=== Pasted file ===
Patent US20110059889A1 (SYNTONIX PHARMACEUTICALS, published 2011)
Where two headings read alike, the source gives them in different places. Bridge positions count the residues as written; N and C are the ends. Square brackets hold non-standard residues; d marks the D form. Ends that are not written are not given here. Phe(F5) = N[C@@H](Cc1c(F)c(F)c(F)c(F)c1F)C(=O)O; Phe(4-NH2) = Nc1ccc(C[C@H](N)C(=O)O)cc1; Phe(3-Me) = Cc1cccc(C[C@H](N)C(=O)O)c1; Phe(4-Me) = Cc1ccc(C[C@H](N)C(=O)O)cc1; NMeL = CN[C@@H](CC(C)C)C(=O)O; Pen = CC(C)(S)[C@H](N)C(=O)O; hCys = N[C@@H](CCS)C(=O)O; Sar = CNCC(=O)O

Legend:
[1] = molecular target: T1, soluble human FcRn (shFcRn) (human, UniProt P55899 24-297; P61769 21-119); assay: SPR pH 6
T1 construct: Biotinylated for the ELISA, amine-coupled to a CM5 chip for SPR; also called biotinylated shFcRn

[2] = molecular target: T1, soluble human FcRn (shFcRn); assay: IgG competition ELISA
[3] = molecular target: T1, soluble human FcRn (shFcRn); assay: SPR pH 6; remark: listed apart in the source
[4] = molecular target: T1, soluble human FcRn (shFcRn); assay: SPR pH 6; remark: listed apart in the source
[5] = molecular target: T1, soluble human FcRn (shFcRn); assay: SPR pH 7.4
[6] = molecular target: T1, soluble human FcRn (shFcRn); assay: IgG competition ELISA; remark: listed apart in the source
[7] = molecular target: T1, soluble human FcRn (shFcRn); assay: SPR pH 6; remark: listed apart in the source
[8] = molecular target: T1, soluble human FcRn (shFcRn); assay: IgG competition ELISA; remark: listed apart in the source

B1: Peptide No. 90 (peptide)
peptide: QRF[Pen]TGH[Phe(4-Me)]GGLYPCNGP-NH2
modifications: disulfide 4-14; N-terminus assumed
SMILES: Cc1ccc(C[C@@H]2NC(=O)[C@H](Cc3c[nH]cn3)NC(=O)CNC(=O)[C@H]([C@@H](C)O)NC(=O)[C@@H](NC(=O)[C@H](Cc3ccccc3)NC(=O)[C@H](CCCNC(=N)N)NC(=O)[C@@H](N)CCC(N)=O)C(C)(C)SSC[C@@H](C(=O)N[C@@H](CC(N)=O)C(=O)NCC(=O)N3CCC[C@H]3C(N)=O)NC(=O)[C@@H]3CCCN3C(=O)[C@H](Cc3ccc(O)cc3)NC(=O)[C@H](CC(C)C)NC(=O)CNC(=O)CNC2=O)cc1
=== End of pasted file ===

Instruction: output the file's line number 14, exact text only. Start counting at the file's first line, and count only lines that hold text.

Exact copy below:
peptide: QRF[Pen]TGH[Phe(4-Me)]GGLYPCNGP-NH2